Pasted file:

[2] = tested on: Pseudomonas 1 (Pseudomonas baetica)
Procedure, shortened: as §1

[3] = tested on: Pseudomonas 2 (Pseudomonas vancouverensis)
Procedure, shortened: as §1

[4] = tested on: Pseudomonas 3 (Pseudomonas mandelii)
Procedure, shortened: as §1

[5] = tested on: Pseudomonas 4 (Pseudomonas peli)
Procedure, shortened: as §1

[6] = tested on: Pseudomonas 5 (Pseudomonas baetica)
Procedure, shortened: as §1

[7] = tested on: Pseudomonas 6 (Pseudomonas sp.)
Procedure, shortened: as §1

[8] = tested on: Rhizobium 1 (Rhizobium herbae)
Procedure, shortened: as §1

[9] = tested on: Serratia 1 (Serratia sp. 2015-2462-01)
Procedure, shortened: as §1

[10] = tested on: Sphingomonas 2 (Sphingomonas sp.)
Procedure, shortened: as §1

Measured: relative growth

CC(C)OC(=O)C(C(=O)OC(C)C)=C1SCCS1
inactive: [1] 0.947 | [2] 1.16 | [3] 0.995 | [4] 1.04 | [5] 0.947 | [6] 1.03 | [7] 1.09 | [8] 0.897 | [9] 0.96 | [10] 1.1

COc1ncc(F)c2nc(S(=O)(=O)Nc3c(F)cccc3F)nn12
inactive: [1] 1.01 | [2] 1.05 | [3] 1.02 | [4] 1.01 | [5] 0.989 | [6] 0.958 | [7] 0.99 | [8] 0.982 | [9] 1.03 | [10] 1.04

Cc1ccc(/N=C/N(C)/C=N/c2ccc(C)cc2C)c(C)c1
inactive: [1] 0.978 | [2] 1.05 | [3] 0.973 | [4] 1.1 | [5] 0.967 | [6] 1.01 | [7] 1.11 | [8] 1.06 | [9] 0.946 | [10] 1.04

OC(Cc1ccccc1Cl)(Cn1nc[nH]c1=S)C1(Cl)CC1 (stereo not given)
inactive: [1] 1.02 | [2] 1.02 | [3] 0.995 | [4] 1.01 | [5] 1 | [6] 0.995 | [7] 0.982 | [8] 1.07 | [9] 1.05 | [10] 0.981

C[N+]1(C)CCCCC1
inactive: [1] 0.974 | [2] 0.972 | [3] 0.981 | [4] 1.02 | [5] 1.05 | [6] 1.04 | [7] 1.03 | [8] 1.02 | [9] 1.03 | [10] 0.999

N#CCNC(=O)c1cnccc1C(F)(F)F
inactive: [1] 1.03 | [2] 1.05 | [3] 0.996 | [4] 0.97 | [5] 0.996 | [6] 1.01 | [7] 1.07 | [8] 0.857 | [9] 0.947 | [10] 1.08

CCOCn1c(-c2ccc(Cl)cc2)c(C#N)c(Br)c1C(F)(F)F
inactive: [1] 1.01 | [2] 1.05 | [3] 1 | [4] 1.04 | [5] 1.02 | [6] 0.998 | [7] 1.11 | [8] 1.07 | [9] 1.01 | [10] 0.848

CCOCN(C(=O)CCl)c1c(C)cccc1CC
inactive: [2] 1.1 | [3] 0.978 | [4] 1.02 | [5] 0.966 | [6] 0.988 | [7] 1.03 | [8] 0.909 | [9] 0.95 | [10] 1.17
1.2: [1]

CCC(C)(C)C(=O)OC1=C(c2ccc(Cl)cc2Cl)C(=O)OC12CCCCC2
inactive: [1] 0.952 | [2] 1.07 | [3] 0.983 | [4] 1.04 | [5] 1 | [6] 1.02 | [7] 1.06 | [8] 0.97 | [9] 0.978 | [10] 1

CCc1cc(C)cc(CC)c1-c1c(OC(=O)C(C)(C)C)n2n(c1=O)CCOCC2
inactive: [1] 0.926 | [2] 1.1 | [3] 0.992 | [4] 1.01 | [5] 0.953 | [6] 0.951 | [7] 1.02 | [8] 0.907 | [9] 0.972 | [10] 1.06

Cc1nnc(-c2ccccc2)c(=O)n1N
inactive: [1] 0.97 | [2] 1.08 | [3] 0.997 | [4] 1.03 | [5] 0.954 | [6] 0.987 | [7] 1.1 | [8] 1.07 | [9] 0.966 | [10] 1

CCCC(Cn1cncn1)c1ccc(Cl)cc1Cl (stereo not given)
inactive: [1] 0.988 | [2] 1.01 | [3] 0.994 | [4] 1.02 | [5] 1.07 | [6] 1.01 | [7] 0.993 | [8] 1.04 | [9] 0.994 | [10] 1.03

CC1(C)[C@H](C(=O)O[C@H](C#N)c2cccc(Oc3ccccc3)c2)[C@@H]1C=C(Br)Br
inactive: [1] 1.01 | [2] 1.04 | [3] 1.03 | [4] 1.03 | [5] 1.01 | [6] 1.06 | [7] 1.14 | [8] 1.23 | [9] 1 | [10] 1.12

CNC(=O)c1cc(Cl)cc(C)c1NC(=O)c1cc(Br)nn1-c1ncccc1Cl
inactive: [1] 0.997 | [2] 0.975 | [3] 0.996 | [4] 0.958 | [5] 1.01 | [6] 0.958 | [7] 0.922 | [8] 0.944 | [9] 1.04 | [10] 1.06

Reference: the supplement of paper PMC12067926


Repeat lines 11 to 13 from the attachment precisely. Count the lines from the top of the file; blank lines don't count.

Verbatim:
[7] = tested on: Pseudomonas 6 (Pseudomonas sp.)
Procedure, shortened: as §1

[8] = tested on: Rhizobium 1 (Rhizobium herbae)